As the country reels from the news that Brian Molefe will go back to work at Eskom, Public Enterprises Minister Lynne Brown gave a press briefing intended to clarify the move, but instead raised more questions than it answered.
In the briefing, Brown said there “isn’t another solution other than paying Mr Molefe the R30-million or him [Molefe] taking Eskom to court.”
On the proviso that it was legal, this was one of the reasons that Brown said she agreed to the board’s decision to reinstate Molefe at the power utility.
When asked by journalists whether this suggested that Molefe had Eskom’s board “over a barrel” Brown refused to answer, saying “I can’t know what Mr Molefe is thinking in terms of that.”
News broke on Friday that Molefe would return to his former job next week, after he and Eskom’s board could not come to an agreement over a pension pay-out.
Business Report wrote that Eskom’s board had rescinded his application for early retirement, because it could not agree with him “on a mutually beneficial pension proposal”.
This was after Brown refused the initial R30-million package in April and instructed the board to renegotiate with Molefe.
Brown said that she believed the board’s decision “represented a better value proposition to the South Africa fiscus” than coughing up the funds, and that Eskom would benefit from Molefe’s return.
Brown promised to hold another press conference next week, with the board present, so that it could answer questions around the technicalities of the reinstatement in more detail.
Molefe’s reinstatement has been widely condemned, including by the ANC. The party had nevertheless seen fit to appoint Molefe to parliament after he resigned from Eskom under a cloud last year.
The ruling party said it was seeking a meeting with Brown.
At the briefing, Brown said she would prefer not to comment on the ANC’s reaction, because she did not want to preempt the meeting.
Despite Brown’s justifications for the decision, many questions remain regarding the circumstance of Molefe’s exit, as well as his return to the job.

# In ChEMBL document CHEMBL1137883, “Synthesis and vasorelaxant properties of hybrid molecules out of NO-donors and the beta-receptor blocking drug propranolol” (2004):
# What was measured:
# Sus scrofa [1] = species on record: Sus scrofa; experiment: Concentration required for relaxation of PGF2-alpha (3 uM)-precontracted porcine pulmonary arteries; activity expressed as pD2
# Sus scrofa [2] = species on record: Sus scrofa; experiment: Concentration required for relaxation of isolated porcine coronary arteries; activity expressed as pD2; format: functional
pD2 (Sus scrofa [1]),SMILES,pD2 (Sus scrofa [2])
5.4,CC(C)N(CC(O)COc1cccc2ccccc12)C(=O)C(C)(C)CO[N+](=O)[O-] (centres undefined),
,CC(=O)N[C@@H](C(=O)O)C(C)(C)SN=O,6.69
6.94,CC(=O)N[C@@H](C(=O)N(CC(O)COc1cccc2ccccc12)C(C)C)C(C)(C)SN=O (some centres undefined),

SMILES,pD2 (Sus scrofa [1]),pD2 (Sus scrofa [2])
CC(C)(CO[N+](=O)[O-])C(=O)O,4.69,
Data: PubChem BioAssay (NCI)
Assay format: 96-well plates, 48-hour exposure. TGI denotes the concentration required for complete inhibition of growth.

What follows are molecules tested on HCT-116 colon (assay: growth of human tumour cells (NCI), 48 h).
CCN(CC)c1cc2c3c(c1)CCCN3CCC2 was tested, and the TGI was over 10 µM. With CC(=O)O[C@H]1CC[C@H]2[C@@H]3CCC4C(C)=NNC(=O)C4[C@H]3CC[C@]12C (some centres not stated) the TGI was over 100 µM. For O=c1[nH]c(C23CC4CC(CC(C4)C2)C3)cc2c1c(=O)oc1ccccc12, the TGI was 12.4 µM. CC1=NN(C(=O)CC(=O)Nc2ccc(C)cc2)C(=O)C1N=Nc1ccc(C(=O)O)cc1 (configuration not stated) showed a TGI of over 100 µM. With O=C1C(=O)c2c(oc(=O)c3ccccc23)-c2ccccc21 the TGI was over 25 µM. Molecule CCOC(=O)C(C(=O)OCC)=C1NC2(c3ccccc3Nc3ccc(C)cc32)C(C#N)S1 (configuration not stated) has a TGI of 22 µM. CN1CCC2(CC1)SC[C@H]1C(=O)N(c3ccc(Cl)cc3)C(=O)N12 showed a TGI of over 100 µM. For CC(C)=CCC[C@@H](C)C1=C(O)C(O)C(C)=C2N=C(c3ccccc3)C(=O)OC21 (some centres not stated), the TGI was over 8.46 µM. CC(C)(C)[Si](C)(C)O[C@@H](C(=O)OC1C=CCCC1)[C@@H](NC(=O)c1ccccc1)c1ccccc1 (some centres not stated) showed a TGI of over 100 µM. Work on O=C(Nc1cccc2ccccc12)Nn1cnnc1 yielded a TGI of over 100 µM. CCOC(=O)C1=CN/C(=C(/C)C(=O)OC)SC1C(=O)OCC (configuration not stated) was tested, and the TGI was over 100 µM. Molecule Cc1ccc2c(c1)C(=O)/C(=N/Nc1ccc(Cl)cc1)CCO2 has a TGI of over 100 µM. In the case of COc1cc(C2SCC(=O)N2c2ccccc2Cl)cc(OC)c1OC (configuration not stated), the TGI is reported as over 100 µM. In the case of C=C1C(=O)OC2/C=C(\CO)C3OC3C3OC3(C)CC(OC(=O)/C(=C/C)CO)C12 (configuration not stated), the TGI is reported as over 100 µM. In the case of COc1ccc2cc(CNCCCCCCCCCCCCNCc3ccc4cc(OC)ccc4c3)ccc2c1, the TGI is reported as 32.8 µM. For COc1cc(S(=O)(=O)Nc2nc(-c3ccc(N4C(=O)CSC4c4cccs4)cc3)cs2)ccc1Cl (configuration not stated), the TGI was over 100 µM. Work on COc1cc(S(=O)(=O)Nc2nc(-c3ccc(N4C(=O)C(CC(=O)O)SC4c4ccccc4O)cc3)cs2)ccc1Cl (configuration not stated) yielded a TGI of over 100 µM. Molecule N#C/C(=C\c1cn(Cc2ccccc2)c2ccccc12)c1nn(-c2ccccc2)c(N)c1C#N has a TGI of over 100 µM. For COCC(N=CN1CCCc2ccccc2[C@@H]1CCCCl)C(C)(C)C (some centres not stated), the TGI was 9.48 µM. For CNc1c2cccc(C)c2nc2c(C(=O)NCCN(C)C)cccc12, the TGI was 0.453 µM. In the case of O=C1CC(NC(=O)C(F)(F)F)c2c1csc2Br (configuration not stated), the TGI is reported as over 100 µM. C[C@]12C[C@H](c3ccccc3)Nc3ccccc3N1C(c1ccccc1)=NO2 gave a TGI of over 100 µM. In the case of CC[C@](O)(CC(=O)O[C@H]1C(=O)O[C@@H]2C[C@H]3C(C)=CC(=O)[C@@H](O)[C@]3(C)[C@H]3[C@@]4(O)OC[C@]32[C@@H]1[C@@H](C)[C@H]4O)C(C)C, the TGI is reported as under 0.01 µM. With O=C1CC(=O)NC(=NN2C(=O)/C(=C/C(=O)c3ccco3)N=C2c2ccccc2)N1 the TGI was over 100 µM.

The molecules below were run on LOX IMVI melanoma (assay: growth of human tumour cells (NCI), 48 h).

The Organisation Undoing Tax Abuse (Outa) is not at all convinced.
In a letter to Brown released on Friday, Outa demanded more details around the circumstances of Molefe’s reinstatement, saying that it appeared unlawful.
According to Outa, Molefe resigned his contract and the board accepted it, but it appeared that Molefe did not qualify for early retirement.
“Mr. Molefe terminated his contract through resignation on 11 November 2016, and the chairman of the board, Dr. Ben Ngubane stated on record that he accepted Mr. Molefe’s termination,” Outa’s Wayne Duvenage said in the letter.
Molefe’s difficulties or disputes with his pension fund had nothing to do with his terminated employment relationship with Eskom.
“According to Eskom’s pension fund policy on early retirement, Mr. Molefe does not qualify,” Duvenage noted.
It was Outa’s understanding that a new CEO appointment needed to follow due process, said Duvenage, which included formal advertising of the post and screening of the candidate.
Duvenage asked Brown to clarify whether Molefe had been reinstated, or in fact reappointed anew, as well as provide “evidence of the due process that was followed to appoint and/or reinstate” Molefe.
In response to Mail & Guardian questions, the board said in a statement that Molefe and Eskom could not find a “mutually acceptable pension proposal”.
As a result the board “rescinded its approval of Mr. Molefe’s early retirement application” and with “the Minister’s consent his contract of employment has been reinstated”.
He would return to the job of Eskom chief executive on the terms of his original contract, which would end on September 30 2020.
It added it was very excited to have such a skillful leader return.
Big business is far less excited.
The CEO Initiative – a collective of the heads of South Africa’s largest firms- expressed its “grave concern over the impact of this move on the country”.
Molefe’s reappointment added to the “political and institutional uncertainty” facing the country and would exacerbate negativity caused by recent credit ratings downgrades.
Molefe resigned as Eskom chief last year after being named in the public protector’s State of Capture report.
In her report, which recommended a judicial commission of inquiry into her findings, former public protector Thuli Madonsela noted the extensive communications of Molefe with members of the Gupta family or executives in Gupta-linked companies. This was at a time when Gupta-linked company Tegeta was in the process of negotiating the purchase of Optimum Coal Holdings and its Optimum Coal Mine, which supplies Eskom with coal.
Revelations included that Molefe had been taking and making calls to Gupta family members and Gupta company executives at this pivotal time – including 44 calls to Ajay Gupta, while Molefe was placed in the Saxonwold area 19 times through cellular phone records.
Molefe denied wrongdoing but said he would leave Eskom in the interests of coporate governance.
But Madonsela’s observations had not been resolved, the CEO Initiative said, and Molefe’s reinstatement “makes a mockery” of his own words “to act in the best interest of the institution and the country”.